Diabetics could reduce the amount of insulin they take with the help of a new wireless body monitoring system that aims to predict blood glucose levels several hours ahead.
The technology is the intended result of a four-year £6m EU project co-ordinated by diabetes care company Novo Nordisk.
The Personal Glucose Predictive Diabetes Advisor (DIAdvisor) will be based on existing wireless body monitoring technology from Oxfordshire-based project partner Toumaz Technology.
Small, unobtrusive wireless sensors, packed with a low-power silicon chip, will stick to the body of diabetics like a plaster to monitor vital signs such as ECG, temperature, blood pressure and blood glucose and oxygen levels. Similar sensors will use three-axis accelerometers to measure the amount of energy patients exert.
The system will wirelessly transmit data to a hand-held mobile device such as a Personal Data Assistant (PDA). This will then be merged with manually entered information, such as food intake. An advanced algorithm will then analyse and convert the data to predict blood glucose levels. This, said the developers, will give patients advice, within minutes, on the amount of insulin to take for their next dose.
Keith Errey, Toumaz chief executive and co-founder, said current diabetes management techniques have almost no ability to predict what blood glucose levels might be in several hours.
’What diabetics face now is a real problem,’ he said. ’If they prick their finger and measure their blood glucose, they’re measuring the history of what it has been up to that point.
’Therefore they must make assumptions about how much insulin they need to take to return to stable blood glucose level.’
The technology is hoped to obviate the risk of fainting spells diabetics run if their blood sugar drops dramatically — and many prefer to take higher doses of insulin than necessary to negate this, with potentially damaging consequences.
’Patients with excessively high blood glucose levels are fine in the short term, but maintaining conditions like this for years can have long-term problems such as damage to the eyes, heart and liver,’ said Errey.
Toumaz has already developed wireless body sensors that measure vital signs such as ECG, temperature and blood glucose and oxygen levels. Its product, Sensium, featured in The Engineer two years ago, is scheduled for commercialisation later this year.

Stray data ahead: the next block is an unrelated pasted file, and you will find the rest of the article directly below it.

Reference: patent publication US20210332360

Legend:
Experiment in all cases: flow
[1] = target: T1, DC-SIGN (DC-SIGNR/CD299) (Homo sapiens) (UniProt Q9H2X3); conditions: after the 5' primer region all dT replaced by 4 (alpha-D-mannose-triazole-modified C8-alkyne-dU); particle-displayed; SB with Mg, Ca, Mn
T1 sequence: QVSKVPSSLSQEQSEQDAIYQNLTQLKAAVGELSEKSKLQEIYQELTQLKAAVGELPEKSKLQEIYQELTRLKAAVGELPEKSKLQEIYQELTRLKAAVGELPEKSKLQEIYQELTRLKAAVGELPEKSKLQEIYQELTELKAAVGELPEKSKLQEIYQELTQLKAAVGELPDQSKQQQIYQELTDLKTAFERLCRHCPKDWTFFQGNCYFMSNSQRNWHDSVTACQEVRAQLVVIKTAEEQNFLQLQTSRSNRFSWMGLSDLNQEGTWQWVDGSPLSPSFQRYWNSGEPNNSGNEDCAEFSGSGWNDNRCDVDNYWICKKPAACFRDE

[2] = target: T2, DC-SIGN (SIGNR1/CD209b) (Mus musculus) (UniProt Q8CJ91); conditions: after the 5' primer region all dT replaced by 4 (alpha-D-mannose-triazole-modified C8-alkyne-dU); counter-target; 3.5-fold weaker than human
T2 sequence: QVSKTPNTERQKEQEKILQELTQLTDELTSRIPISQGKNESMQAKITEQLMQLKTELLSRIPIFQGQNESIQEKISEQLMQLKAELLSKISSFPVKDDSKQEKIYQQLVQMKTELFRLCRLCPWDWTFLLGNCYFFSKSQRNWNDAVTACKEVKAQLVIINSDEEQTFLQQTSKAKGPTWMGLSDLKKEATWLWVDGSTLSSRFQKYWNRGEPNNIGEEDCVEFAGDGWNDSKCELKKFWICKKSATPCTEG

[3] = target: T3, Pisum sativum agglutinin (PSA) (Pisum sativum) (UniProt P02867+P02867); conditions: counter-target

While Toumaz’s technology lays the foundation for DIAdvisor, there are still many challenges the consortium faces.
Errey said the project collaborators are unsure about which combination of vital signs will provide the information they need for their blood glucose predicting algorithms.
To determine this, the teams will employ the services of a group of volunteer diabetics at a French hospital.
The researchers will gather vital signs from each patient and create initial physiological modelling and prediction algorithms.
A second round of clinical trials will take place in two years where the algorithms will be run in real-time and the predictability models will be tested.
If all goes according to plan, Errey said the consortium could have a technology ready for market within four years. However, he added that the project only funds research on technology, not product development.
He said the need for this type of technology is becoming more and more apparent, noting that demographic trends such as increasing obesity, ageing population and increasingly sedentary lifestyles have led to an explosion in diabetes. In the EU, average diabetes prevalence rates are now at 7.5 per cent, with a predicted growth to 16 per cent by 2025.
The consortium estimates the annual global market for medical devices for diabetics is over £4bn.
Dr Alison Burdett, Toumaz director of technology, claimed DIAdvisor will represent a significant step forward in diabetes care.
’With this device, we will be putting a sophisticated treatment adviser in the hands of patients for the first time, empowering them with their own healthcare management and significantly reducing the likelihood of serious complications and recurrent hospitalisation due to poor glucose control,’ she said.
’For healthcare providers, this will have a significant positive impact on cost reduction for the treatment of diabetes.’